Analysis: One swallow doesn't make a summer for euro zone
By Alan Wheatley, Global Economics Correspondent
LONDON (Reuters) - The cheery freeze frame of the euro zone economy last quarter is no guarantee of a happy ending to what has been a horror movie for most of the single currency bloc since the onset of the great financial crisis.
The return to growth, albeit of just 0.3 percent between the first and second quarters, is unalloyed good news for Europe and the world after 18 months of contraction.
But the recovery is vulnerable to external shocks and too weak yet to make a difference to two of the major issues hanging over the euro zone: record unemployment and the sustainability of the area's public and private debt.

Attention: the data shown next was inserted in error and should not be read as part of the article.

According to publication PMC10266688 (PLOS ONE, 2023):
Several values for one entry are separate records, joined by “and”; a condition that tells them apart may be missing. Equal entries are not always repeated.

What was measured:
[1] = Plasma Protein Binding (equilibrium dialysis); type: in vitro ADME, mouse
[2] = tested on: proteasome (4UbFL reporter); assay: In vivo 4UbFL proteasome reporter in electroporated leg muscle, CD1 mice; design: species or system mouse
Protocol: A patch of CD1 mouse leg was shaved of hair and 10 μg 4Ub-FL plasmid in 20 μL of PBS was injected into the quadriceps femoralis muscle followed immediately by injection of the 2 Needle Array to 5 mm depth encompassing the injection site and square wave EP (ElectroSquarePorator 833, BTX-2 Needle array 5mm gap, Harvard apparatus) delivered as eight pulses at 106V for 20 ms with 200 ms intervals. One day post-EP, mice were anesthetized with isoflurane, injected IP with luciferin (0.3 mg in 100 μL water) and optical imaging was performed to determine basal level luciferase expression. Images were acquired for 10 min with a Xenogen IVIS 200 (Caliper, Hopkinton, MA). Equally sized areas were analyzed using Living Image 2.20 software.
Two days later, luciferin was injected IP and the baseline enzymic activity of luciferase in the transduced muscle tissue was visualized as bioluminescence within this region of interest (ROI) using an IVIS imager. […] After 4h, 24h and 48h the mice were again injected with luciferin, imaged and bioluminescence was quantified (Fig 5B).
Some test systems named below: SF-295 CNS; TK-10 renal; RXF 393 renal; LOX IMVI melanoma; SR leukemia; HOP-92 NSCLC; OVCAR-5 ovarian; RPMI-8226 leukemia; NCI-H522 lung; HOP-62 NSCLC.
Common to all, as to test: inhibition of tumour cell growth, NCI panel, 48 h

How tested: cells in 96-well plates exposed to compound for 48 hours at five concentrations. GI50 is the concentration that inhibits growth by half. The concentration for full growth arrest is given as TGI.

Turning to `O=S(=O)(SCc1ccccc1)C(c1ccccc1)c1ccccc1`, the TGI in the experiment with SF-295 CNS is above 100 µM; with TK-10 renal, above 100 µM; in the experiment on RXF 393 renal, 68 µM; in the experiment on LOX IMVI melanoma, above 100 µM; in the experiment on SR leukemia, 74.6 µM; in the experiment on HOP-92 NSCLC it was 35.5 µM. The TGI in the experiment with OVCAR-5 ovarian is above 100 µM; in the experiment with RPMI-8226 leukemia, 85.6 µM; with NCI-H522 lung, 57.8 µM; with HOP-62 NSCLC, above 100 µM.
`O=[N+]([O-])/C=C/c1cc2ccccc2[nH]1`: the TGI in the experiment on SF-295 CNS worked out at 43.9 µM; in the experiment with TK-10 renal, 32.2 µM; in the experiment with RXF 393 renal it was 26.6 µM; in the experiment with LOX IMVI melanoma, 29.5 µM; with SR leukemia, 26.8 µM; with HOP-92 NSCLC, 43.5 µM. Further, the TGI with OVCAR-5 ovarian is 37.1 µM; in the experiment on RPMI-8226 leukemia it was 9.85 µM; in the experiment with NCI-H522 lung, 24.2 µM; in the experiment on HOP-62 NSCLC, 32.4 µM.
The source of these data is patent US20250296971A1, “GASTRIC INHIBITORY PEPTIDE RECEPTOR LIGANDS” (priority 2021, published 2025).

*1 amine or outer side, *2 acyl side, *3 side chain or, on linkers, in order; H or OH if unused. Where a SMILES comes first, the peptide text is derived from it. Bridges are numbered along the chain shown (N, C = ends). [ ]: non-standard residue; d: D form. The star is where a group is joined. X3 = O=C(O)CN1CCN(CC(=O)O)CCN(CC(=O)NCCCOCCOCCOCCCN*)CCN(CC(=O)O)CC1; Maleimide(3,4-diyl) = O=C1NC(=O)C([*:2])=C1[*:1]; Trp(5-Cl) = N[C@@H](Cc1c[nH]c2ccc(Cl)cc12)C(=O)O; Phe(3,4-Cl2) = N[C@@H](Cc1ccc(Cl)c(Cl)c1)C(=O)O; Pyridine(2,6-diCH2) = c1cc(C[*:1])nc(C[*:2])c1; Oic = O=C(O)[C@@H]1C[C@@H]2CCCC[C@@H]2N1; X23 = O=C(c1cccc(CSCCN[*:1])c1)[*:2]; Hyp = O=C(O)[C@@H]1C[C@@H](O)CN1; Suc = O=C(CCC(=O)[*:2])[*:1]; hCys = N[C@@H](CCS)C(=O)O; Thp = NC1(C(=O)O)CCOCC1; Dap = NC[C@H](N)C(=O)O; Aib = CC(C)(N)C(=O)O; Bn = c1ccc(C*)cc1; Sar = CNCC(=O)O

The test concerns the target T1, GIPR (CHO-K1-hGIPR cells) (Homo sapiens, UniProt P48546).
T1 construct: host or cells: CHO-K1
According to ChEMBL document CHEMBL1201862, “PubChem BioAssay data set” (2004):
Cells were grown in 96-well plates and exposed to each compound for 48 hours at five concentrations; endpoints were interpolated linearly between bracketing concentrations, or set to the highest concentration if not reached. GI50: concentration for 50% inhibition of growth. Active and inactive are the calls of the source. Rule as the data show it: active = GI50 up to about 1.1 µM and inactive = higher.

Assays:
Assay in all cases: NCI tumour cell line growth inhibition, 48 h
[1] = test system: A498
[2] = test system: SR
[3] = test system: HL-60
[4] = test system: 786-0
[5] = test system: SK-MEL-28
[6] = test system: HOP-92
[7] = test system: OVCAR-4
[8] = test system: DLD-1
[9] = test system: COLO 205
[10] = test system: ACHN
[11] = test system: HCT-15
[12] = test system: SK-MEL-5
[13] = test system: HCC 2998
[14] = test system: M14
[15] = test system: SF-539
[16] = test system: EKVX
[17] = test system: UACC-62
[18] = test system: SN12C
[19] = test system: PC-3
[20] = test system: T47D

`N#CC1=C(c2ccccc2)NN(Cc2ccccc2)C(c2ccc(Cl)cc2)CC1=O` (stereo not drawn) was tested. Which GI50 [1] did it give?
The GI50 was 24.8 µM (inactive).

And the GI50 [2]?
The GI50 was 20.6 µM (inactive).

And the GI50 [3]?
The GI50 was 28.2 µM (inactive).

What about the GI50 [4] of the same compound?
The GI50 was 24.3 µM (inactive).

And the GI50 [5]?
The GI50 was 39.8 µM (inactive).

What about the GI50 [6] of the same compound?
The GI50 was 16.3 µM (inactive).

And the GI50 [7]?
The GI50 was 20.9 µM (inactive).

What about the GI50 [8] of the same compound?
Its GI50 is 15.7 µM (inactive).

Quarterly growth of 0.7 percent in Germany and 0.5 percent in France, the bloc's two biggest economies, was faster on an annualized basis than in the United States, whose economy expanded 1.7 percent in the second quarter using that calculation.
Context counts, however. Inflation-adjusted U.S. output is about 5 percent higher than it was in the first quarter of 2008. Households have acted swiftly to pay down debt and the housing market is enjoying a brisk upswing. Growth has responded, even if the recovery has been weak by historical standards.
The euro zone, by contrast, is still in catch-up mode. Gross domestic product remains 3 percent below the peak reached five years ago and, on current trends, is unlikely to regain that high water mark until the middle of 2015 at the earliest, according to Jefferies, an investment bank, in London.
Mirroring the unused resources in the economy, unemployment is a record high 12.1 percent.
"Europe is a long way behind the U.S. in the cycle. We had a decent Q2 - better than expected, for sure - but it's still very early days," said Marchel Alexandrovich, a Jefferies economist. Continued...